Research Perception Building

Patents and the Intellectual Property Rights Ecosystem at Indian Universities

India aims to grow as a knowledge economy, and this goal cannot be achieved without nurturing innovation and creating a strong intellectual property (IP) ecosystem. Intellectual property rights (IPR) are particularly important because they enable the protection of innovative ideas and their commercialization by industry and start-ups as the latter provide solutions for society.

In India, the initial filing of a patent may cost up to 20,000 INR and each inquiry or revision process will incur further charges. Once a patent is granted or published, the holder has to pay a maintenance fee every year for the life of a patent (which is up to 20 years). Thus, patenting can be a huge financial challenge for higher education and research institutions (HEIs), where basic ideas are researched and translated into innovations and inventions. In an attempt to solve the IPR-related challenges faced by HEIs, the Indian government, senior science and technology (S&T) leadership, and S&T policymaking bodies have come up with innovative statutes and schemes.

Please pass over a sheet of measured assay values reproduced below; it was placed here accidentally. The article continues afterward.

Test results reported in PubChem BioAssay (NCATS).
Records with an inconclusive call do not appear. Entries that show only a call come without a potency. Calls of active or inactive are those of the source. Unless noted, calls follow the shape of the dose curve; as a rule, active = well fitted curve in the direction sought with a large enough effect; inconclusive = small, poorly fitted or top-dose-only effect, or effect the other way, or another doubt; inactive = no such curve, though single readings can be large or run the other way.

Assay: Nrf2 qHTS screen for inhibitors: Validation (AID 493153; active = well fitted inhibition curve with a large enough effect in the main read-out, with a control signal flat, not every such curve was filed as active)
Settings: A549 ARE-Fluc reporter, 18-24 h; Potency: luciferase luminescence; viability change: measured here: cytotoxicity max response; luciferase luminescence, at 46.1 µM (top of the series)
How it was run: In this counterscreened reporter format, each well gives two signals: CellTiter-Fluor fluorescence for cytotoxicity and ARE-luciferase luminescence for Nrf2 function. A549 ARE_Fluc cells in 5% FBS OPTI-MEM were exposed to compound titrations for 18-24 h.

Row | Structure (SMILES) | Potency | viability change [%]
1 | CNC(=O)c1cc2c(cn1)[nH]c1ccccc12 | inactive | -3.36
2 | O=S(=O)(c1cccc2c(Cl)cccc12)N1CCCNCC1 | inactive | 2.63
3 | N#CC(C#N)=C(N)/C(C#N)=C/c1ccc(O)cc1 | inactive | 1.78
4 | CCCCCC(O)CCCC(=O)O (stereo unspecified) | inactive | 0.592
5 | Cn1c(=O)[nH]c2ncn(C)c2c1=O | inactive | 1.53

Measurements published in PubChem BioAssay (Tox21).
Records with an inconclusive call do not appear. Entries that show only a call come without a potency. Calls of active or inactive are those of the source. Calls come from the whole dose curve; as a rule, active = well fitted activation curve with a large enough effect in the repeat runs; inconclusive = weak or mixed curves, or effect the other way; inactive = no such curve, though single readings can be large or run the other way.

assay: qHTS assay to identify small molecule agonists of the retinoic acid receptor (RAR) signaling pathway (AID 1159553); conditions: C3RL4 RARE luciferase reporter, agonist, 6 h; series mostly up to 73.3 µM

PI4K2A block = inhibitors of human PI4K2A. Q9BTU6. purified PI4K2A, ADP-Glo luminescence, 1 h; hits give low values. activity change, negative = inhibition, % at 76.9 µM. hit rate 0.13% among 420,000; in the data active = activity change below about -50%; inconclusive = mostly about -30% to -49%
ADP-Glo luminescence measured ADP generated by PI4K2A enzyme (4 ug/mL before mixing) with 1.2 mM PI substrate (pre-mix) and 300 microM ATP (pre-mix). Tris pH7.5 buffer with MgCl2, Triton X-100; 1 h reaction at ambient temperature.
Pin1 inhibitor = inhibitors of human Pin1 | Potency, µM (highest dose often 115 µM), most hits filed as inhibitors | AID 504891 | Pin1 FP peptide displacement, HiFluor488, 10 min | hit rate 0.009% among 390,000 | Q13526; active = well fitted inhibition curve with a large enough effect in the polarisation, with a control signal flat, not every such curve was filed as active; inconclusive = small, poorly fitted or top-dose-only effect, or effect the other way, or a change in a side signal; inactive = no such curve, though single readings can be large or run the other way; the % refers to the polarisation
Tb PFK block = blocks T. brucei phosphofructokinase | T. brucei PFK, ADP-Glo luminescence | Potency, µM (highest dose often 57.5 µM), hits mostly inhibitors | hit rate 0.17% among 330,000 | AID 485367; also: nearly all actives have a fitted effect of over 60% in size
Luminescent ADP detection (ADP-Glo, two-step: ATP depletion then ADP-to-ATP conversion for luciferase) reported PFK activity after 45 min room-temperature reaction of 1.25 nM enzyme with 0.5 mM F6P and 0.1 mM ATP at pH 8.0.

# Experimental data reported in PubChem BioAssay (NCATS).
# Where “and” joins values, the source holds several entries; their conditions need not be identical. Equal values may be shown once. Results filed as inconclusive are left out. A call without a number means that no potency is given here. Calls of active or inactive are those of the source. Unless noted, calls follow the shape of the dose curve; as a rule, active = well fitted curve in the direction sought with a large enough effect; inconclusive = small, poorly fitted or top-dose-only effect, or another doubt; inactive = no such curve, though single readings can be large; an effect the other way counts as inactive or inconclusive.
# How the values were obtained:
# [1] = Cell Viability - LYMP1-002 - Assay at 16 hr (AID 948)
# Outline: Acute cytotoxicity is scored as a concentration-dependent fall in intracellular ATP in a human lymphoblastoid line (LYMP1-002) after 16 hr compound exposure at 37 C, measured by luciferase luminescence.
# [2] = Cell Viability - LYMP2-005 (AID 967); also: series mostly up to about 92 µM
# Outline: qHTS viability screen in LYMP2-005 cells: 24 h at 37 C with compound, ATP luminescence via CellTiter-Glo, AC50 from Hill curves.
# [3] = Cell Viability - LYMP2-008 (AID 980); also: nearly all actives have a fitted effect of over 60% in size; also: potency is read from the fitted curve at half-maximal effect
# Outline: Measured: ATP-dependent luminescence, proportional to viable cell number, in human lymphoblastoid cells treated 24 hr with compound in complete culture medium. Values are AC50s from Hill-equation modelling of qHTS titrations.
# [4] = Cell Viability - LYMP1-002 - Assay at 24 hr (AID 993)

Patent Legislations, Amendments, and Schemes

The Patents (Amendment) Rules, 2021, which came into effect on 21st September, 2021 introduced an 80 percent reduction in fees for patenting and prosecution specifically for HEIs. Prior to this, the Patents Rules, 2003, have been amended several other times between 2016 and 2020 in order to introduce user-friendly, fast-track and completely online procedures for making a patent application. The aim of all the above legislations was to create a streamlined, quicker, more efficient, and transparent system for submitting patent applications.

In addition, the Office of the Controller General of Patents, Designs and Trade Marks (CGPDTM), Government of India, launched the Startups Intellectual Property Protection (SIPP) scheme in 2016 under which professional, registered IP facilitators are available to guide start-ups through the patent application process. The SIPP scheme also covers the service charges of the facilitators and is active till 2023. 

Strengthening the Knowledge Economy